CS502 : Fundamentals of Algorithms

Course Overview

Course Synopsis

This course is designed to provide students with an understanding of the principles and techniques used in the design and analysis of algorithms. The course is primarily theoretical and does not require programming, but it does require understanding of the notion of a mathematical proof and some knowledge of elementary discrete mathematics. We will discuss and analyze a variety of data structures and algorithms chosen for their importance and their illustration of fundamental concepts. We will emphasize analyzing the worst-case running time of an algorithm as a function of input size. We will also spend some time exploring the boundary between feasible computations, taken to be those doable in polynomial time, and infeasible computations

Course Learning Outcomes

At the end of this course you should be able to :

  • Analyze the worst-case running time of an algorithm as a function of input size
  • Solve Recurrence relations
  • Understand and implement Divide and Conquer strategy
  • Understand the concepts of Dynamic programming
  • Understand the concepts of Greedy Algorithm
  • Understand the concepts of Graph traversing
  • Understand and explain basics of Complexity theory

Course Calendar

Introduction,Implementation Issues, Analyzing Algorithms1Handouts7-9
Model of Computation2Handouts10-10
Brute-Force Algorithm,Running Time Analysis3Handouts11-13
Analysis of the brute-force maxima algorithm4Handouts14-17
Plane-sweep Algorithm its analysis and Comparison to Brute-force Algorithim5Handouts18-22
Asymptotic Notation6Handouts23-26
Divide and Conquer Strategy,Merge Sort7Handouts27-28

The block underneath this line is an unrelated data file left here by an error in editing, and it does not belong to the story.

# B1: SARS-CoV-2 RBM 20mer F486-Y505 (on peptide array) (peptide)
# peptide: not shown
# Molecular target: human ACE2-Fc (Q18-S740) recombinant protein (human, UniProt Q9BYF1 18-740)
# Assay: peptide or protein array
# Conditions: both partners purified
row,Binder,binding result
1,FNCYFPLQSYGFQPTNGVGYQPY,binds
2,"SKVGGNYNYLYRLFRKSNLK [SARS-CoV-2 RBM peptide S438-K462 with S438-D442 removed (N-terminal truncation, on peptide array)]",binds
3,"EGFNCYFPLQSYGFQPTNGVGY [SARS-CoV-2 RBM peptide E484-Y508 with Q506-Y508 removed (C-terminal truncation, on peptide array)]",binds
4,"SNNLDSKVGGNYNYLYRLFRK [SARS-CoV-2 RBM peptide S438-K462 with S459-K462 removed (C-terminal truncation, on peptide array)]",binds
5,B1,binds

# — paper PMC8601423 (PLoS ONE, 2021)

Analysis of Merge Sort8Handouts29-30
Assignment No. 1
The Iteration and Recursion Tree Methods for Solving Recurrence Relations9Handouts31-33
Sieve Technique10Handouts34-35
Analysis of Selection, Sorting, Heaps11Handouts36-40
Heap sort algorithm12Handouts41-45
Quick sort13Handouts46-49
Average-case Analysis of Quicksort14Handouts50-53
Quiz No. 1
In-place,Stable Sorting15Handouts54-57
Radix sort16Handouts71-72
Assignment No. 2
Dynamic Programming ,Edit Distance Applications and Algorithim17Handouts73-77
Edit Distance: Dynamic Programming Algorithm and its Analysis18Handouts77-84
Chain Matrix Multiply19Handouts84-90
Chain Matrix Multiply20Handouts84-90
Knapsack Problem21Handouts91-92
Knapsack Problem: Dynamic Programming Approach22Handouts93-96
Greedy Algorithms,Examples:Counting Money23Handouts97-99
Huffman Encoding Algorithm24Handouts99-99
Huffman Encoding: Correctness, Activity Selection25Handouts100-104
Correctness of Greedy Activity Selection26Handouts105-106
Fractional Knapsack Problem ,Graphs27Handouts107-112
Graphs: Representations,Traversal28Handouts113-114
Assignment No. 3
Breadth-first Search,Generic Graph Traversal Algorithm29Handouts114-119
Breadth-first Search,Generic Graph Traversal Algorithm30Handouts114-119
DFS - Timestamp Structure ,DFS - Cycles31Handouts119-130
Precedence Constraint Graph ,Topological Sort32Handouts130-132
Strong Components and DFS33Handouts133-136
Quiz No. 2
Minimum Spanning Trees34Handouts137-141
Computing MST: Generic Approach,Greedy MST35Handouts142-143
Kruskal's Algorithm36Handouts143-146
Prim's Algorithm37Handouts147-152
Shortest Paths38Handouts153-154
Dijkstra's Algorithm39Handouts154-156
Correctness of Dijkstra's Algorithm, Bellman-Ford Algorithm40Handouts157-160
Floyd-Warshall Algorithm41Handouts161-168
Floyd-Warshall Algorithm42Handouts161-168
Complexity Theory,Classes P,NP43Handouts169-172
Reductions ,NP-Completeness44Handouts173-177
Boolean Satisfiability Problem:Cook's Theorem,Independent Sets45Handouts178-184
Final Examination
NOTE: It is a tentative plan and can be changed as per requirement. You are advised to check VULMS for updates and announcements from time to time.
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